He whispered. He mocked. He whimpered. He spat. He shouted. He answered.
No. Big No! Never use complicated and fancy words for reporting speech. It often distracts the reader. Rather, try focusing on the coming sentence after reporting speech; the reported one. By doing that, believe me, your writing will improve ten times than what it is right now. Because when you say, “He whispered.” then you can’t say, “He said, his voice low and breathing out, sending chills through my spine.” Get the difference? The second sentence gives more of a visual feel than the first; i.e, show don’t tell.
Mostly, “said” is used for this. It makes the reader skim over it and the read flows smoothly. In fact, now a days, writers don’t even use “said” at the most. They often go with, (“Hi!” He waved his hand, rather than, “Hi!” he chirped and waved his hand. OR, “Hi!” he said and waved his hand.)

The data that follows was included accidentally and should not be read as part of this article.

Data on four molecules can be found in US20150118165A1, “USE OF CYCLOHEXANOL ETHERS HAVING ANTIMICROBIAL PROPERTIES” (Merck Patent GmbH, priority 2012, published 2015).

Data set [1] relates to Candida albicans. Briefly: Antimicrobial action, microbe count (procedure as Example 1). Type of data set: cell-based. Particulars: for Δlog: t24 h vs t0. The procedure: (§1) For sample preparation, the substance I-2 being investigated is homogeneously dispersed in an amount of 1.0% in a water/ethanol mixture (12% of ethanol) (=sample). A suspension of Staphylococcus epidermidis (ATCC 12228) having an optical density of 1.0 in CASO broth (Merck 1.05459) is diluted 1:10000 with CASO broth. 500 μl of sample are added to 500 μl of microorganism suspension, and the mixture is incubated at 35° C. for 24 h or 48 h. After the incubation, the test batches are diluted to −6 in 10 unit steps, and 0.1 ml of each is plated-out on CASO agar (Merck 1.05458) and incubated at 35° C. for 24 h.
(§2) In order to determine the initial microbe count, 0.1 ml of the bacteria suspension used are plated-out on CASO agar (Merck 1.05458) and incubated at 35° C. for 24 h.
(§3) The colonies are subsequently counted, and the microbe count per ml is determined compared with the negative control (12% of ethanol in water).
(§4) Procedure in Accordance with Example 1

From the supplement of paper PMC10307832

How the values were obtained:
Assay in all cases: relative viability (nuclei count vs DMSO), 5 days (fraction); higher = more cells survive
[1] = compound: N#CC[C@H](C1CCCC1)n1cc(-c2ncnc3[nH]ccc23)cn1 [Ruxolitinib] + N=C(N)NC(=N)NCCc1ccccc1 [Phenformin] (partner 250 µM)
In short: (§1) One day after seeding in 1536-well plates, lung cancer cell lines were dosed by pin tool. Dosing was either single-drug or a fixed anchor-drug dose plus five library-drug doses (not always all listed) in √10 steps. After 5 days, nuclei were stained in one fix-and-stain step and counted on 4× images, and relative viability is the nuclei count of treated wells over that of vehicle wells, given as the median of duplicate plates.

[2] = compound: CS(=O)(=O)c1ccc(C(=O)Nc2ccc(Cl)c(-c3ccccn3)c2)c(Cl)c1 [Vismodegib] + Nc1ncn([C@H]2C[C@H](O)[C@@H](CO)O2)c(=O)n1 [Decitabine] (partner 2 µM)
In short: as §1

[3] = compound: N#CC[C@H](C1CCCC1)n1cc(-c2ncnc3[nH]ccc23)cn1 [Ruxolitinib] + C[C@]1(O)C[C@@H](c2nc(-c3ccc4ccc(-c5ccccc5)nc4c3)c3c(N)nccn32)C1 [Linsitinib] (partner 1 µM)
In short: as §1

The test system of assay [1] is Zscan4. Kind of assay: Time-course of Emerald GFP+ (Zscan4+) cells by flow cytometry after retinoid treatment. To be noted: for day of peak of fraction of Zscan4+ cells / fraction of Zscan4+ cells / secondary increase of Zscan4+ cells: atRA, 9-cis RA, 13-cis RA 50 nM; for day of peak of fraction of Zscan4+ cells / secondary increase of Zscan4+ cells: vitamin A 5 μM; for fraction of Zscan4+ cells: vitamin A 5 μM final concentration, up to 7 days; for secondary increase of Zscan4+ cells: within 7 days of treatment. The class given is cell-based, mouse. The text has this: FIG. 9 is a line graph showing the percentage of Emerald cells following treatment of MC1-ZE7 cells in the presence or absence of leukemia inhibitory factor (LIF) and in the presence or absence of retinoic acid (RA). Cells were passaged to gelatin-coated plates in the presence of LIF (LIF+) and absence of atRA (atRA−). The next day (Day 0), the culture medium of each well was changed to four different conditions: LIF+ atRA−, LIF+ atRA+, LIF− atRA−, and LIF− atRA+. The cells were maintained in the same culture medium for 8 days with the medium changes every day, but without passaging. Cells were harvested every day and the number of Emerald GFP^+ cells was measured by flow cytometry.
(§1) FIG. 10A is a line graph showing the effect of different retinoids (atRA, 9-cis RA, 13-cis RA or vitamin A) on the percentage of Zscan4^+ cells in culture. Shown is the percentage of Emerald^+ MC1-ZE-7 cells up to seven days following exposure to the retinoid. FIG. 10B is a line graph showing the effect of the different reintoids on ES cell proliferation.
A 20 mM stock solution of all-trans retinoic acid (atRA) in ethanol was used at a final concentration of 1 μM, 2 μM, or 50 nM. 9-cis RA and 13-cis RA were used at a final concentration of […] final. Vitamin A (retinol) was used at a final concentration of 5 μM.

So, we have three kinds of dialogues over here. Maybe, most of you don’t agree with me on this. Maybe, most of you do. But, let me tell you that this has worked for me, because it draws more of the professional picture to your readers, while the other one looks more childish (to me).
Lets take an example: What’s better?
(Fancy reporting speech) — “You’re a cheater!” she shouted angrily.
(Simple reporting speech, but not much showing) — “You’re a cheater!” she said; her voice so loud, I almost backed off. Her face was getting red with anger. — (Sometimes, even the “said” limits your descriptions…I don’t know why, bu it does.)
(My favorite one) — “You’re a cheater!” She slammed her fist on the table; her knuckles turning white, eyes blood shot. Her voice hit my ears like thunder; a trait she got from her father. — (I didn’t have to think while writing it; it just flowed at the third example. )
See? You start describing more when you get to the third part. You focus more on the dialogue and the description rather than looking over the internet for fancy words for the reporting speech.
That is it for today! Share your thoughts.
Hope, I helped.